Would you say Andrew Left’s reversal in October and his decision to go long on Jumia also affected the share price?

Not really. Like I said earlier, I think it was the story of e-commerce change for the future. It didn’t start in October; it started months before. Like us be disciplined quarter after quarter to build what started months before so I can’t really comment on whether their decision affected our share price or whether negative or positive feedback from an investor would alter market sentiment towards our share.

You explained how Jumia tries to build a profitable business. But how is she going to do that if the business is reporting losses quarter after quarter and year after year?

I think we are on the right track, given that our EBITDA losses decreased by 47% in the last quarter, and we will try to do so on a quarterly basis. We want to achieve this by improving business efficiency and opening up new avenues for growth.

The most exciting thing about ecommerce is that you first build large assets for your own use, but it becomes relevant to other stakeholders over time.. For us, we have an app and a website with very engaged visitors, and we are exploring the possibility of having third party advertisers placing ads on the platform..

Our logistics service is also another avenue. We build tools and technologies to equip our logistics partners and help them become more productive. This lowers our costs per delivery and is the kind of benefit that comes with scaling up. So I think there is a path to profitability by opening up the assets we have built for ourselves to benefit our ecosystem.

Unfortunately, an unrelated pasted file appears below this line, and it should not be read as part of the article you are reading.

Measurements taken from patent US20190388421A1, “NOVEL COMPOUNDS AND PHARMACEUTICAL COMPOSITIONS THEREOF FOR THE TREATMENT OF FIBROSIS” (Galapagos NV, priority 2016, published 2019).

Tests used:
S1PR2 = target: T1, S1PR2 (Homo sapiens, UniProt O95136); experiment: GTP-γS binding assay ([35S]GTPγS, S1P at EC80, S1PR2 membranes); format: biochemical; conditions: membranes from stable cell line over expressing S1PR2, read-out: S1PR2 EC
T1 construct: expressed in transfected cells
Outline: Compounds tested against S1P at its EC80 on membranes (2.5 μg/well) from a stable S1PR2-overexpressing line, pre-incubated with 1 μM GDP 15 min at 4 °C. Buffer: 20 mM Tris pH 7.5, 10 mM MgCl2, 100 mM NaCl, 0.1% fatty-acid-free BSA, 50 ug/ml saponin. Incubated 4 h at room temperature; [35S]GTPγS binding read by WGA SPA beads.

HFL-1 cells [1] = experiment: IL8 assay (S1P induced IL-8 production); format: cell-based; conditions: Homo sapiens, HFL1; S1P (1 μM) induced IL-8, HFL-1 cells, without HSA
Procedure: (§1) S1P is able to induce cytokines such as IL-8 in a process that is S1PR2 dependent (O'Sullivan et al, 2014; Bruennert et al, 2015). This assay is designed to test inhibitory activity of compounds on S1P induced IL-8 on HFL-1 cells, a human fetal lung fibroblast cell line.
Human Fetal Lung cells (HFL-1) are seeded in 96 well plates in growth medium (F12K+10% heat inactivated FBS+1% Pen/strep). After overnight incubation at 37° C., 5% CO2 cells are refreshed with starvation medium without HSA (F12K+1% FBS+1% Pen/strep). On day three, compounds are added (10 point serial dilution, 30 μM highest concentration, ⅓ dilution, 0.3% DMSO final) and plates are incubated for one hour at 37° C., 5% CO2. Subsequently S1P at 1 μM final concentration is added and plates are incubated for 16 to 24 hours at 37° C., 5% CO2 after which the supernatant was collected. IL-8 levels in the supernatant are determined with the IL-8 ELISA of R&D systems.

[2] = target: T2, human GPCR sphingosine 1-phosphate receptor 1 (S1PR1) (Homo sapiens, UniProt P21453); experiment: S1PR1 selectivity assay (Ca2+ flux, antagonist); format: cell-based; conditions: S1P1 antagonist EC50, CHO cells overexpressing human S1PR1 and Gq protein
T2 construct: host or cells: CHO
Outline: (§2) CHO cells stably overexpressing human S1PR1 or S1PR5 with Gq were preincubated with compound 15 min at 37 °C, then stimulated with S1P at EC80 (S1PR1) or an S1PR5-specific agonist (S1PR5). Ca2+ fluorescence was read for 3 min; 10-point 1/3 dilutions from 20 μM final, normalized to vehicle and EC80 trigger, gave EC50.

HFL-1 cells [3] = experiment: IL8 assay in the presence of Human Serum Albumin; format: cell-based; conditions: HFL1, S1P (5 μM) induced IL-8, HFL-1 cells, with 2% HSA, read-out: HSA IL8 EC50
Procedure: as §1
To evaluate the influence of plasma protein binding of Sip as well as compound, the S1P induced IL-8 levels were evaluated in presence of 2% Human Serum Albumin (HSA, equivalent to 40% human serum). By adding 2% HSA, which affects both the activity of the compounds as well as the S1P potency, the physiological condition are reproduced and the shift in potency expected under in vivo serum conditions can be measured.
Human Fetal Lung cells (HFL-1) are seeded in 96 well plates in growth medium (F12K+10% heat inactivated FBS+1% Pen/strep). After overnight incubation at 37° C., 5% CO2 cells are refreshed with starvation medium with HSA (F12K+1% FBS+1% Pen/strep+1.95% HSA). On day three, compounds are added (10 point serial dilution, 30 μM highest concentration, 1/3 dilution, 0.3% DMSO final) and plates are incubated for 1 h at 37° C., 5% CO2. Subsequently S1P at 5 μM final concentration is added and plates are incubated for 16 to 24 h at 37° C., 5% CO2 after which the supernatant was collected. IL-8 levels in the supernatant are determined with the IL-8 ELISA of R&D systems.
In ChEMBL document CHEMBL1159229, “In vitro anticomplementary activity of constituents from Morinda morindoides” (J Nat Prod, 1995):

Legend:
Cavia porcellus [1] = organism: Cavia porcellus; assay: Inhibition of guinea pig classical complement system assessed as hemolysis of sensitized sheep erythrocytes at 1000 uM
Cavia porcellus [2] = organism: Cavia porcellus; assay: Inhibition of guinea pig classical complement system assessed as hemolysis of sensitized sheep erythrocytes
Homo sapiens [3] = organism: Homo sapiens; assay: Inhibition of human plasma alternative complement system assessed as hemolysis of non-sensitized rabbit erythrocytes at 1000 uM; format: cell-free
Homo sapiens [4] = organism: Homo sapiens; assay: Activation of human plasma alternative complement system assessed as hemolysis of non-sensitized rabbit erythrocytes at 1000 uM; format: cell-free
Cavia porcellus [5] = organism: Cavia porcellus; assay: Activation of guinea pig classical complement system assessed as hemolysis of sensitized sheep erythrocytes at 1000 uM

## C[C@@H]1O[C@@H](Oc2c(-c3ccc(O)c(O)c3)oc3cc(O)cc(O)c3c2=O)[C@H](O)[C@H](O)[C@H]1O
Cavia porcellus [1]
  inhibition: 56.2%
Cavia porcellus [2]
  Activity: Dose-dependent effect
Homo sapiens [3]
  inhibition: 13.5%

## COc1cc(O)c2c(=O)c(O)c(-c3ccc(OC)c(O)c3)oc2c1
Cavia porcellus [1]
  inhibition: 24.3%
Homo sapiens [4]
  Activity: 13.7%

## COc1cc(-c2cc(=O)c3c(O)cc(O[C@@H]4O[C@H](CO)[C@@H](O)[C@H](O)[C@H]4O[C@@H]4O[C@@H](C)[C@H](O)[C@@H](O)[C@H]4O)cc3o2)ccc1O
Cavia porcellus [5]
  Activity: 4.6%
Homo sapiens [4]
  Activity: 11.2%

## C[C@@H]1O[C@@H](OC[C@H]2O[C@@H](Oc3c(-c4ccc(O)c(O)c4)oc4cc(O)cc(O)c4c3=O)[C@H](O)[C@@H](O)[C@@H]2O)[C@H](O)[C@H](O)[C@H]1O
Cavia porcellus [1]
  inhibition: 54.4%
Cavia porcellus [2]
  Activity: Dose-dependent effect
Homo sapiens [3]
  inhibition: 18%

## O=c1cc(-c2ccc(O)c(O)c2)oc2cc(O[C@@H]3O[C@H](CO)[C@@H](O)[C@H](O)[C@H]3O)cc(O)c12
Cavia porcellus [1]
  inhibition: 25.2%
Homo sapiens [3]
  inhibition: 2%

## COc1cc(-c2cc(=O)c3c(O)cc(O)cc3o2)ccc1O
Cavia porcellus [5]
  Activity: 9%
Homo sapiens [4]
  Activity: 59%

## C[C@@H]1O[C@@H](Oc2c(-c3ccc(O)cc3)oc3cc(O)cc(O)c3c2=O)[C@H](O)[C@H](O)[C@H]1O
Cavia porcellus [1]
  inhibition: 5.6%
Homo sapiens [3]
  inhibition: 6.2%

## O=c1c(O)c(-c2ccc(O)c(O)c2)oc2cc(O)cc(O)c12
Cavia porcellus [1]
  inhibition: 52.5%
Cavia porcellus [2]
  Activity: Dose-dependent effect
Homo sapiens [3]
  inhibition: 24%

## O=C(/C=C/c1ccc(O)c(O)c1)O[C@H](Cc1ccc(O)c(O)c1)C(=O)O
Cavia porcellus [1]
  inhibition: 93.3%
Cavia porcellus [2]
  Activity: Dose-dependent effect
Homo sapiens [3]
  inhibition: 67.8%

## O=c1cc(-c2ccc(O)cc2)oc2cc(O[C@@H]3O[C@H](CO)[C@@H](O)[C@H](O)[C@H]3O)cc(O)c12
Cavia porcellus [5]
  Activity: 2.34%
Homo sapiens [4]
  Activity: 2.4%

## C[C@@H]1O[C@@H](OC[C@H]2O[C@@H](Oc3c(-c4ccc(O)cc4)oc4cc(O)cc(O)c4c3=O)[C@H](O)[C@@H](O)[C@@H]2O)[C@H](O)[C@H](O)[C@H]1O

Jumia’s spending fell last year, but revenue also fell despite a slight increase in customer base. Aren’t these disturbing signs?

On the income side, here’s how we should look at it. When you are a marketplace, your income is the commission you make from a transaction. So if you are a seller on Jumia and you sell something that costs $ 100 and your commission is 10%, your earnings in the P&L of Jumia will be $ 10.. If I buy a product from you for $ 90 and sell it to my consumer for $ 100, I will record $ 100 as income.

It’s the financial assurance between what you call the third-party model and the proprietary model.. In the owner model, you record the value of the product as income. In the market you only save the commission. Jumia has roughly 10% of its business as a proprietary model and 90% as a market model. But that percentage has changed over time, and when it does, you can see how the income has gone down.

We therefore do not base our profitability on income. What is the right KPI for us is gross profit as it shows the monetization of Jumia. It increased quarter after quarter, this time by 12%. The growth of our active consumers of 12%, from 6.1 million in Q4 2019 to 6.8 million in Q4 2020, shows disciplined growth towards profitability.